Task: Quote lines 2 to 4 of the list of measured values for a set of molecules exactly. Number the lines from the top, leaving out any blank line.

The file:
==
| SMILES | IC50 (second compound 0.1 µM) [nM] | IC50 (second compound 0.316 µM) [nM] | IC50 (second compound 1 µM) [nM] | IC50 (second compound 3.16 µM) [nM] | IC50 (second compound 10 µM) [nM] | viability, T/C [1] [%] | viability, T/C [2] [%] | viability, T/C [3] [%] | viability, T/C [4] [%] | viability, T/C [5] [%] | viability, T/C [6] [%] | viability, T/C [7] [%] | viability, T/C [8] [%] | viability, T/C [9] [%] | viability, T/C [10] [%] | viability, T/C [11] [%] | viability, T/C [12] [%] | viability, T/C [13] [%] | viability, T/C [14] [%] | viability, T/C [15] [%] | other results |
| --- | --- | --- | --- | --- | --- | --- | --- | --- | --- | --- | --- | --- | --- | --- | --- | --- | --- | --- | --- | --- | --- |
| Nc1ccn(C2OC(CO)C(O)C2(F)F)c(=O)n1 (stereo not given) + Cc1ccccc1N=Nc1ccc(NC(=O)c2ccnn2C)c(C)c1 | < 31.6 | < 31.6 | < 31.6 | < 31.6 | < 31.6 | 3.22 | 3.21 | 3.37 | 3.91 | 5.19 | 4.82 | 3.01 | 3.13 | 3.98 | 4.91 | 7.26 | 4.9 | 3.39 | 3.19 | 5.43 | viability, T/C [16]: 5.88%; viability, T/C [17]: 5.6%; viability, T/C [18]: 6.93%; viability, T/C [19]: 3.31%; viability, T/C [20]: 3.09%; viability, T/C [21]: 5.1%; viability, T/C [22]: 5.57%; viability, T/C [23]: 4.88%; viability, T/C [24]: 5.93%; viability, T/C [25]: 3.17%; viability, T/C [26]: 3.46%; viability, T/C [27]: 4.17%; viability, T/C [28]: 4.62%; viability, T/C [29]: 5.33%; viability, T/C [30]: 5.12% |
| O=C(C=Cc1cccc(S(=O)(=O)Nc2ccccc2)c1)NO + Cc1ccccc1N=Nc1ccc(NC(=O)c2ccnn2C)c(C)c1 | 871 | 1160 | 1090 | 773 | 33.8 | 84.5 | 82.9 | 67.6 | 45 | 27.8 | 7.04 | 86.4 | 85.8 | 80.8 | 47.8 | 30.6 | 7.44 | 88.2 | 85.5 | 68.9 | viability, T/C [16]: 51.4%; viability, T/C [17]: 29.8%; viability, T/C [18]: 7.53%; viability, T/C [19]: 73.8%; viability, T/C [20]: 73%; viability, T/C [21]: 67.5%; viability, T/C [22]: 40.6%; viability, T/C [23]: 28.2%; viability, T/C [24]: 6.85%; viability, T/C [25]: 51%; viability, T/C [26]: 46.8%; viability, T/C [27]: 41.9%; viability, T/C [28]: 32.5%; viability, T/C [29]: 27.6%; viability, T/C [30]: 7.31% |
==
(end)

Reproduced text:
| --- | --- | --- | --- | --- | --- | --- | --- | --- | --- | --- | --- | --- | --- | --- | --- | --- | --- | --- | --- | --- | --- |
| Nc1ccn(C2OC(CO)C(O)C2(F)F)c(=O)n1 (stereo not given) + Cc1ccccc1N=Nc1ccc(NC(=O)c2ccnn2C)c(C)c1 | < 31.6 | < 31.6 | < 31.6 | < 31.6 | < 31.6 | 3.22 | 3.21 | 3.37 | 3.91 | 5.19 | 4.82 | 3.01 | 3.13 | 3.98 | 4.91 | 7.26 | 4.9 | 3.39 | 3.19 | 5.43 | viability, T/C [16]: 5.88%; viability, T/C [17]: 5.6%; viability, T/C [18]: 6.93%; viability, T/C [19]: 3.31%; viability, T/C [20]: 3.09%; viability, T/C [21]: 5.1%; viability, T/C [22]: 5.57%; viability, T/C [23]: 4.88%; viability, T/C [24]: 5.93%; viability, T/C [25]: 3.17%; viability, T/C [26]: 3.46%; viability, T/C [27]: 4.17%; viability, T/C [28]: 4.62%; viability, T/C [29]: 5.33%; viability, T/C [30]: 5.12% |
| O=C(C=Cc1cccc(S(=O)(=O)Nc2ccccc2)c1)NO + Cc1ccccc1N=Nc1ccc(NC(=O)c2ccnn2C)c(C)c1 | 871 | 1160 | 1090 | 773 | 33.8 | 84.5 | 82.9 | 67.6 | 45 | 27.8 | 7.04 | 86.4 | 85.8 | 80.8 | 47.8 | 30.6 | 7.44 | 88.2 | 85.5 | 68.9 | viability, T/C [16]: 51.4%; viability, T/C [17]: 29.8%; viability, T/C [18]: 7.53%; viability, T/C [19]: 73.8%; viability, T/C [20]: 73%; viability, T/C [21]: 67.5%; viability, T/C [22]: 40.6%; viability, T/C [23]: 28.2%; viability, T/C [24]: 6.85%; viability, T/C [25]: 51%; viability, T/C [26]: 46.8%; viability, T/C [27]: 41.9%; viability, T/C [28]: 32.5%; viability, T/C [29]: 27.6%; viability, T/C [30]: 7.31% |